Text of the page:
How to improve communication security between App Service and Azure SQL Database

Posted by: Vladimir Stefanovic August 17, 2020

Category: Topic: Microsoft Azure

One of the essential aspects of application design is security. Without adequate security at all layers of infrastructure, an application could be exposed, and a breach potential is much higher. But, if we talk about Platform-as-a-Service services in Azure, many people think that their infrastructures are secured by design. Moreover, they are sure that Azure is responsible for handling all security features. Unfortunately, that is not a correct statement, and we have to implement or enable additional security features to improve security at all.

If we have Azure App Service as a frontend layer and Azure SQL as a database layer, one of the implementations should be Private Link. With the Private Link implemented, App Service and Azure SQL will use the virtual network for the communication. Azure App Service, as an additional option, can be integrated with a specific virtual network. On the other hand, a private link endpoint could be implemented on the Azure SQL Server side. So, let’s take a look at how to configure this for the App Service and Azure SQL Server.

Initial App Service/Azure SQL configuration

In our demo environment, App Service hosts a simple .NET Core application and has a connection with Azure SQL Database. At the same time, Azure SQL Server has configured firewall configuration „Allow Azure services and resources to access this server“ on YES, which allows our App Service to communicate with Azure SQL Server. Unfortunately, although that feature enables our Azure SQL Server to communicate with App Service, which is an Azure Service, that firewall configuration poses a significant security risk and leaves the SQL Server vulnerable. That configuration allows any traffic from resources/services hosted in Azure (not just our Azure subscription) to access the database.

One of the possible solutions to minimize risk is implementing the aforementioned Private Link on Azure SQL Server side and the virtual network integration on the App Service side. Before we start with the implementation, we can check how our App Server resolves the FQDN of our Azure SQL Server. To complete this check, we need to open Console access of the App Service and run command nameresolver <azure-sql-server-fqdn>.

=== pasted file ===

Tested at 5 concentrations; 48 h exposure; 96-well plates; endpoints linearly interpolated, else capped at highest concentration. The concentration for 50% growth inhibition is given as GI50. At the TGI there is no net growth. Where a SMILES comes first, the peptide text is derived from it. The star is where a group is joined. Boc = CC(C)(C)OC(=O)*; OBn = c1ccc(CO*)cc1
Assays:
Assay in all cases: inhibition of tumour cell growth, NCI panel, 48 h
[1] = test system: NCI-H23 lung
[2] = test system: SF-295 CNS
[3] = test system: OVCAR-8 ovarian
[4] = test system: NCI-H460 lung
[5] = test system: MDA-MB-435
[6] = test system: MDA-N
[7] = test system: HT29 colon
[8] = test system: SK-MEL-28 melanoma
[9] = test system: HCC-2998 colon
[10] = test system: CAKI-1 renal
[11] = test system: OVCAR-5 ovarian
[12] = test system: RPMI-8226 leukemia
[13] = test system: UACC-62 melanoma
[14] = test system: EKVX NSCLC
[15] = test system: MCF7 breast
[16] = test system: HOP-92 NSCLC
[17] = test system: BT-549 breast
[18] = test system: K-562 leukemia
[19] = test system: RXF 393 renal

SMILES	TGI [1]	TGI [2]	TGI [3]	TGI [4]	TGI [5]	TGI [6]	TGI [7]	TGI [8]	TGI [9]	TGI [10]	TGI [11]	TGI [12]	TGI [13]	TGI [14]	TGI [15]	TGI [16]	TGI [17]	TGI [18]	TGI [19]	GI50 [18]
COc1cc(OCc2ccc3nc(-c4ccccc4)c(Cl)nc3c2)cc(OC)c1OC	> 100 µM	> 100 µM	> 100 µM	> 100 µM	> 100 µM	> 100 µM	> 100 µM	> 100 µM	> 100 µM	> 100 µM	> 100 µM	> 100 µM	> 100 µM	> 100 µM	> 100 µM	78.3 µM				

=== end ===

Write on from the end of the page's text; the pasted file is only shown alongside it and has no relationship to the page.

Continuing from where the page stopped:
Once we confirm that the App Service is resolving the Azure SQL Server FQDN with the public IP, we can start with the implementation of changes.

Deploying Azure SQL Server private link

The first step in that implementation is configuring a private endpoint for Azure SQL. Once we open the desired Azure SQL Server in Azure, we can find that Private endpoint connections under the Security in the left pane.

When we start with creating a private endpoint, we just need to follow the wizard. We have to select a resource group, name, location, what resource is affected by this private link, and what virtual network will be the host of the private endpoint. Enabling a private endpoint gives us the possibility to integrate Private DNS Zones with this feature, which is recommended. Once the deployment is completed, we can see that our Azure SQL Server now has a private IP address.

Enabling App Service vNet integration

The next step is enabling the virtual network integration in our App Service. Once we open the desired App Service, in the left pane under the settings, we can find Networking.

When we open the Networking section, the first option to configure is VNet Integration. The process is straightforward and just need to select an appropriate virtual network and empty subnet. Then, we just need to add two parameters more in the App Service configuration to have a fully functional App Service. By default, App Service routes only RFC1918 traffic into your VNet and cannot work with the Azure DNS Private Zones. If we want to route all of your outbound traffic into your VNet and use the Azure DNS Private Zones, we need to add the following settings in App Service configuration:

Final checks

Once we have implemented those changes, we can disable public access to our Azure SQL Server, by setting Deny public network access on YES and Allow Azure services and resources to access this server to NO. Now, we can run the command nameresolver <azure-sql-server-fqdn> from App Service console again, to see what result will be:

As we can see, our App Service now communicates with the Azure SQL Server using the private IP address, assigned to the Azure SQL Server as a private endpoint. Along with that, public access is disabled, and we can say that communication between these services is secure.

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